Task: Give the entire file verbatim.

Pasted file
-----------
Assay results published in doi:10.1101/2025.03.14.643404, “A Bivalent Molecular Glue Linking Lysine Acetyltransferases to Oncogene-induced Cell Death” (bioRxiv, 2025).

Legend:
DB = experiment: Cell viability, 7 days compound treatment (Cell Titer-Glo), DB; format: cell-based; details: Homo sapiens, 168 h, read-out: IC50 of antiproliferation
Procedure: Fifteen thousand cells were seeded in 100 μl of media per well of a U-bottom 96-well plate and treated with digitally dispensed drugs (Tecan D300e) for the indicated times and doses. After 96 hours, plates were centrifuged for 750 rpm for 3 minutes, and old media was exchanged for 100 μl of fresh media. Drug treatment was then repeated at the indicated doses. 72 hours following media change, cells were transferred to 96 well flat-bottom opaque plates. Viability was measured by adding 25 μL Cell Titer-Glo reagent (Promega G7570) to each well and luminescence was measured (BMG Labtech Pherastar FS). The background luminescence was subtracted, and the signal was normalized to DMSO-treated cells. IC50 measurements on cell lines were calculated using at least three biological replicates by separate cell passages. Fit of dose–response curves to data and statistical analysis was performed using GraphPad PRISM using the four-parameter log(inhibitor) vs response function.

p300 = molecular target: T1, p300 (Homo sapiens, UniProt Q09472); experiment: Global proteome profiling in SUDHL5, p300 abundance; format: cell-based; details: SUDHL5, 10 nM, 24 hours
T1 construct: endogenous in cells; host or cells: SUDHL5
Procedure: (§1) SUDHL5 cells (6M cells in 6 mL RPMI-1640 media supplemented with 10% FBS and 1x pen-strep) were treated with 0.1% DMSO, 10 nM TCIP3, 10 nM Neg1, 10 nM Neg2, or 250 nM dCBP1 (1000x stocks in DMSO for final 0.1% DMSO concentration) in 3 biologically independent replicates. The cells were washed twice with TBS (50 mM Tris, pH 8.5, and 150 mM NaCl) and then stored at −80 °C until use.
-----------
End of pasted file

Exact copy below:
Assay results published in doi:10.1101/2025.03.14.643404, “A Bivalent Molecular Glue Linking Lysine Acetyltransferases to Oncogene-induced Cell Death” (bioRxiv, 2025).

Legend:
DB = experiment: Cell viability, 7 days compound treatment (Cell Titer-Glo), DB; format: cell-based; details: Homo sapiens, 168 h, read-out: IC50 of antiproliferation
Procedure: Fifteen thousand cells were seeded in 100 μl of media per well of a U-bottom 96-well plate and treated with digitally dispensed drugs (Tecan D300e) for the indicated times and doses. After 96 hours, plates were centrifuged for 750 rpm for 3 minutes, and old media was exchanged for 100 μl of fresh media. Drug treatment was then repeated at the indicated doses. 72 hours following media change, cells were transferred to 96 well flat-bottom opaque plates. Viability was measured by adding 25 μL Cell Titer-Glo reagent (Promega G7570) to each well and luminescence was measured (BMG Labtech Pherastar FS). The background luminescence was subtracted, and the signal was normalized to DMSO-treated cells. IC50 measurements on cell lines were calculated using at least three biological replicates by separate cell passages. Fit of dose–response curves to data and statistical analysis was performed using GraphPad PRISM using the four-parameter log(inhibitor) vs response function.

p300 = molecular target: T1, p300 (Homo sapiens, UniProt Q09472); experiment: Global proteome profiling in SUDHL5, p300 abundance; format: cell-based; details: SUDHL5, 10 nM, 24 hours
T1 construct: endogenous in cells; host or cells: SUDHL5
Procedure: (§1) SUDHL5 cells (6M cells in 6 mL RPMI-1640 media supplemented with 10% FBS and 1x pen-strep) were treated with 0.1% DMSO, 10 nM TCIP3, 10 nM Neg1, 10 nM Neg2, or 250 nM dCBP1 (1000x stocks in DMSO for final 0.1% DMSO concentration) in 3 biologically independent replicates. The cells were washed twice with TBS (50 mM Tris, pH 8.5, and 150 mM NaCl) and then stored at −80 °C until use.